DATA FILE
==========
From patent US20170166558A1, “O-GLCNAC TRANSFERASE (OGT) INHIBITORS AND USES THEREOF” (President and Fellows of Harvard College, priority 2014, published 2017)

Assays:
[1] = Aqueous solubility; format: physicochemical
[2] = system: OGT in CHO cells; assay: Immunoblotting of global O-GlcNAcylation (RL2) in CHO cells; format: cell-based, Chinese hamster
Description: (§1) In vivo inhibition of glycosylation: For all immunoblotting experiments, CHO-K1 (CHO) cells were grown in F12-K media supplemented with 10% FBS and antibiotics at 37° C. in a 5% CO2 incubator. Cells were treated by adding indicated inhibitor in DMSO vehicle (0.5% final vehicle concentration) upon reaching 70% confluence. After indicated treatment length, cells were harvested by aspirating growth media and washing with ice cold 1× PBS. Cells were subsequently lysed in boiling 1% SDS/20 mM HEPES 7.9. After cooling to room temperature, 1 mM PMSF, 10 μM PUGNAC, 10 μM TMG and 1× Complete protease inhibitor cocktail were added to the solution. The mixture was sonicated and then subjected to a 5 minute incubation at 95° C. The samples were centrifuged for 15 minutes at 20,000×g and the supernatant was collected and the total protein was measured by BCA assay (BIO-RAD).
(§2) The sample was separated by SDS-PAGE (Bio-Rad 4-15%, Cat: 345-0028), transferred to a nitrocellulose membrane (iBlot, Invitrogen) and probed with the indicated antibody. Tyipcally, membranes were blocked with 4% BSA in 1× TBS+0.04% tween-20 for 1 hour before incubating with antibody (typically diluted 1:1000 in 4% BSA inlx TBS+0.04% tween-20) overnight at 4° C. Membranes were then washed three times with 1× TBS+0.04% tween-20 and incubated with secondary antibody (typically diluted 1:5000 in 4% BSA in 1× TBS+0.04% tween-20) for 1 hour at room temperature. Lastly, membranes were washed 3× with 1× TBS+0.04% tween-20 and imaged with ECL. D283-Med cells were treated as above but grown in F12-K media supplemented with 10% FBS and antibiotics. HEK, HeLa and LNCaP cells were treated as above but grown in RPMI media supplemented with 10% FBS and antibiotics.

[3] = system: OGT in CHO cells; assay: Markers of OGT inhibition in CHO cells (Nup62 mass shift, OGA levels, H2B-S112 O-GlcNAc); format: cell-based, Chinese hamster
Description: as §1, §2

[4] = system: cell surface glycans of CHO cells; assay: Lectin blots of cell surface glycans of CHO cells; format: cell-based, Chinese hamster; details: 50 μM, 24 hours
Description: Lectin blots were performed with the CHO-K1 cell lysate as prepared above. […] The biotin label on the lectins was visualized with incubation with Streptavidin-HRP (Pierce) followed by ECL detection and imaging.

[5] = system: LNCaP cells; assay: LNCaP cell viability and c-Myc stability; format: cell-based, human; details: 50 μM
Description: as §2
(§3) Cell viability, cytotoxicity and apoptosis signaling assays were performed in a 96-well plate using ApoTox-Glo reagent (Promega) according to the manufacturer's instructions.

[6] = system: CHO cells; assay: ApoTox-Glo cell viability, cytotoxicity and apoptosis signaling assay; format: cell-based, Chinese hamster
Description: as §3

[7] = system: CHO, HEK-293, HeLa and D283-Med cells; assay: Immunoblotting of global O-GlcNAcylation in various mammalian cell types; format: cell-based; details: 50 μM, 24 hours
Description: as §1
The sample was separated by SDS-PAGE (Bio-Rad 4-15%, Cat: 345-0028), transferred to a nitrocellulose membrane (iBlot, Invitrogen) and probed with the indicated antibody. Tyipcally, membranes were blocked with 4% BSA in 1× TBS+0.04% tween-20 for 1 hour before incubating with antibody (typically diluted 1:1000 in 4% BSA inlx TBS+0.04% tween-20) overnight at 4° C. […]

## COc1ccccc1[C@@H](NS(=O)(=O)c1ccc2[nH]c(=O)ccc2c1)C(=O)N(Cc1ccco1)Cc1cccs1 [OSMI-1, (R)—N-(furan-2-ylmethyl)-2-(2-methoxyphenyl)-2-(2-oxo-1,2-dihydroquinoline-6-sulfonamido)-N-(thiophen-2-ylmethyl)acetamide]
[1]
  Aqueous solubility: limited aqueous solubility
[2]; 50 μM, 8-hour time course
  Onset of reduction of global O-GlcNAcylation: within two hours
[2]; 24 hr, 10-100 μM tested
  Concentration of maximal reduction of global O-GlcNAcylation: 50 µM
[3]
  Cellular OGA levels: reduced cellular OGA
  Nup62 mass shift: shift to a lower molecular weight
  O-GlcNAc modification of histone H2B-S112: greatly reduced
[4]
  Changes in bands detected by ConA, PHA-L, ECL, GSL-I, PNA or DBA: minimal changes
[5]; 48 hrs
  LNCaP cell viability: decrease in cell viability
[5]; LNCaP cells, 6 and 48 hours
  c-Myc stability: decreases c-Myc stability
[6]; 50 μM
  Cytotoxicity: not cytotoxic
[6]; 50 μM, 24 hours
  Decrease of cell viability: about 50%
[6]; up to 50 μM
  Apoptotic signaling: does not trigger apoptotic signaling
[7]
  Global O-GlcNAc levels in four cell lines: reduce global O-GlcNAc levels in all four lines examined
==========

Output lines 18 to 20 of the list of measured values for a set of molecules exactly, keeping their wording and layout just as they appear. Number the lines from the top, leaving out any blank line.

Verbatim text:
The sample was separated by SDS-PAGE (Bio-Rad 4-15%, Cat: 345-0028), transferred to a nitrocellulose membrane (iBlot, Invitrogen) and probed with the indicated antibody. Tyipcally, membranes were blocked with 4% BSA in 1× TBS+0.04% tween-20 for 1 hour before incubating with antibody (typically diluted 1:1000 in 4% BSA inlx TBS+0.04% tween-20) overnight at 4° C. […]

## COc1ccccc1[C@@H](NS(=O)(=O)c1ccc2[nH]c(=O)ccc2c1)C(=O)N(Cc1ccco1)Cc1cccs1 [OSMI-1, (R)—N-(furan-2-ylmethyl)-2-(2-methoxyphenyl)-2-(2-oxo-1,2-dihydroquinoline-6-sulfonamido)-N-(thiophen-2-ylmethyl)acetamide]
[1]